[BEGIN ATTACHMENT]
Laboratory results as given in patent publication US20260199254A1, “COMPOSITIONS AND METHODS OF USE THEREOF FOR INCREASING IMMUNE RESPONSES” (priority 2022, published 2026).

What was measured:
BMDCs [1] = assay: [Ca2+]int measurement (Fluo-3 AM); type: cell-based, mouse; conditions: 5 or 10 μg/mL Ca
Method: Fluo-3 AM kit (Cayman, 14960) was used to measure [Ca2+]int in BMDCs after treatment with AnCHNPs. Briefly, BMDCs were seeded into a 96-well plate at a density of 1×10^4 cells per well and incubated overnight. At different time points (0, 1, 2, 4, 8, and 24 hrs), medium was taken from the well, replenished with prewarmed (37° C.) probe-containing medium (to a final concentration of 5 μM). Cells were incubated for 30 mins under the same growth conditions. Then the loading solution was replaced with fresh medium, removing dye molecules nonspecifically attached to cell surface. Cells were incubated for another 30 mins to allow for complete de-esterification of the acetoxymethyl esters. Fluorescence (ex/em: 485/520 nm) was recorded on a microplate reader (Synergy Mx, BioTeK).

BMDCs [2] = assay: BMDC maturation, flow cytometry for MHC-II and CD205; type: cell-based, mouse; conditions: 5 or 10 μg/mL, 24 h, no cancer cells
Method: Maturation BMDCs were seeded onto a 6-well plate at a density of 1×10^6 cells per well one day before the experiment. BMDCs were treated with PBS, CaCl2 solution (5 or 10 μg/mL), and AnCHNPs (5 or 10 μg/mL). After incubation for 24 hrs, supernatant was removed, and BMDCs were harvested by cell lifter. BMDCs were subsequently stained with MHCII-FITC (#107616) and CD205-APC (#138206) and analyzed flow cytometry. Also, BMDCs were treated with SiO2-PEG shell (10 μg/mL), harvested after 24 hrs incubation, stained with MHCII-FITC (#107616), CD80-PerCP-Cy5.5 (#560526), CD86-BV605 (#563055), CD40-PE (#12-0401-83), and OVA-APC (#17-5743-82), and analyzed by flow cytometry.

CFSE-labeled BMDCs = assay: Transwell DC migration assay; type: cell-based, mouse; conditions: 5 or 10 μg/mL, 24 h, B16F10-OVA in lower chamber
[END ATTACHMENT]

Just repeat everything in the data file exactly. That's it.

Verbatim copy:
Laboratory results as given in patent publication US20260199254A1, “COMPOSITIONS AND METHODS OF USE THEREOF FOR INCREASING IMMUNE RESPONSES” (priority 2022, published 2026).

What was measured:
BMDCs [1] = assay: [Ca2+]int measurement (Fluo-3 AM); type: cell-based, mouse; conditions: 5 or 10 μg/mL Ca
Method: Fluo-3 AM kit (Cayman, 14960) was used to measure [Ca2+]int in BMDCs after treatment with AnCHNPs. Briefly, BMDCs were seeded into a 96-well plate at a density of 1×10^4 cells per well and incubated overnight. At different time points (0, 1, 2, 4, 8, and 24 hrs), medium was taken from the well, replenished with prewarmed (37° C.) probe-containing medium (to a final concentration of 5 μM). Cells were incubated for 30 mins under the same growth conditions. Then the loading solution was replaced with fresh medium, removing dye molecules nonspecifically attached to cell surface. Cells were incubated for another 30 mins to allow for complete de-esterification of the acetoxymethyl esters. Fluorescence (ex/em: 485/520 nm) was recorded on a microplate reader (Synergy Mx, BioTeK).

BMDCs [2] = assay: BMDC maturation, flow cytometry for MHC-II and CD205; type: cell-based, mouse; conditions: 5 or 10 μg/mL, 24 h, no cancer cells
Method: Maturation BMDCs were seeded onto a 6-well plate at a density of 1×10^6 cells per well one day before the experiment. BMDCs were treated with PBS, CaCl2 solution (5 or 10 μg/mL), and AnCHNPs (5 or 10 μg/mL). After incubation for 24 hrs, supernatant was removed, and BMDCs were harvested by cell lifter. BMDCs were subsequently stained with MHCII-FITC (#107616) and CD205-APC (#138206) and analyzed flow cytometry. Also, BMDCs were treated with SiO2-PEG shell (10 μg/mL), harvested after 24 hrs incubation, stained with MHCII-FITC (#107616), CD80-PerCP-Cy5.5 (#560526), CD86-BV605 (#563055), CD40-PE (#12-0401-83), and OVA-APC (#17-5743-82), and analyzed by flow cytometry.

CFSE-labeled BMDCs = assay: Transwell DC migration assay; type: cell-based, mouse; conditions: 5 or 10 μg/mL, 24 h, B16F10-OVA in lower chamber